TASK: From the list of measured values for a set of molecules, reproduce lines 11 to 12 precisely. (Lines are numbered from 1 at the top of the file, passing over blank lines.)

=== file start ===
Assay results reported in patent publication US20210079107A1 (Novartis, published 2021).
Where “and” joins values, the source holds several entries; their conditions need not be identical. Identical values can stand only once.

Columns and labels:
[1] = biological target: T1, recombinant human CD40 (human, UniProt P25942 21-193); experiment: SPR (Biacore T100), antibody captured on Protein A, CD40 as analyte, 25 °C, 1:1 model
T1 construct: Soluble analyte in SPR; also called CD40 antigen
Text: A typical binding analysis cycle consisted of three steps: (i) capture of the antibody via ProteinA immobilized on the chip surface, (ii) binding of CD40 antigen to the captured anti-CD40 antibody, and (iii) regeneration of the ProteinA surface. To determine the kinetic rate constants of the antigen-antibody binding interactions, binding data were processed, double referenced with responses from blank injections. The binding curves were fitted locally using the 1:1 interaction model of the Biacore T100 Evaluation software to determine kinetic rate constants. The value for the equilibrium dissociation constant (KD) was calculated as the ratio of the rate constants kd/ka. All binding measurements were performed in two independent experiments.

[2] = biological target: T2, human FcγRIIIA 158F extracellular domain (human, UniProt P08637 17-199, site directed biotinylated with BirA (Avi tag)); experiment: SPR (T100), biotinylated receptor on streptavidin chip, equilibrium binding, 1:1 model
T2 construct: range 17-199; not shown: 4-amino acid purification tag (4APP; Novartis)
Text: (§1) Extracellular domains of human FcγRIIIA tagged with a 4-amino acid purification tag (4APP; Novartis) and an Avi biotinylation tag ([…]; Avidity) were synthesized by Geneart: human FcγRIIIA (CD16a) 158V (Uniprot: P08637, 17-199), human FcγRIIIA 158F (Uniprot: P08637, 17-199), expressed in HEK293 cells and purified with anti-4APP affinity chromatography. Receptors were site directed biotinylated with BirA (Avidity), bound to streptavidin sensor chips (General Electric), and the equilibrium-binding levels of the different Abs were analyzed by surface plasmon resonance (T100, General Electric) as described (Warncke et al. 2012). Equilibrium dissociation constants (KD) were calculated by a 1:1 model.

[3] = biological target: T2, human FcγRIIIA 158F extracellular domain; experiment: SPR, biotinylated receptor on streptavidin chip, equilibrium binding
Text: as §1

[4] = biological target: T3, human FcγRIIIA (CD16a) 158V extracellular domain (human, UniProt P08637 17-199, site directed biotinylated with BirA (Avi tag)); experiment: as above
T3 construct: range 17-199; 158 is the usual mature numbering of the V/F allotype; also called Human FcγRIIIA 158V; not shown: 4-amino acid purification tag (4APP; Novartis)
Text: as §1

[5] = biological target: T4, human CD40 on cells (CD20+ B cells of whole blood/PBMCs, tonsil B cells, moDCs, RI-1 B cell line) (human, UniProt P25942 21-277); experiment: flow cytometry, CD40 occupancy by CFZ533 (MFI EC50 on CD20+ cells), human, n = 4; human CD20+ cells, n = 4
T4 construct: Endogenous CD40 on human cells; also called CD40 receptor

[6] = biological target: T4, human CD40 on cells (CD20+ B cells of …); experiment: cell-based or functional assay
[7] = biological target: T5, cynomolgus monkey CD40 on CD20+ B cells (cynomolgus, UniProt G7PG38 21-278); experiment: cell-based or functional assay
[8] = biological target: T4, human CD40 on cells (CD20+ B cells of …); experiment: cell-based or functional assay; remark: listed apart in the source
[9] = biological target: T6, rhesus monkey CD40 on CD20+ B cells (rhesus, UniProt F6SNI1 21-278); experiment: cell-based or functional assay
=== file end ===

Text: as §1

[4] = biological target: T3, human FcγRIIIA (CD16a) 158V extracellular domain (human, UniProt P08637 17-199, site directed biotinylated with BirA (Avi tag)); experiment: as above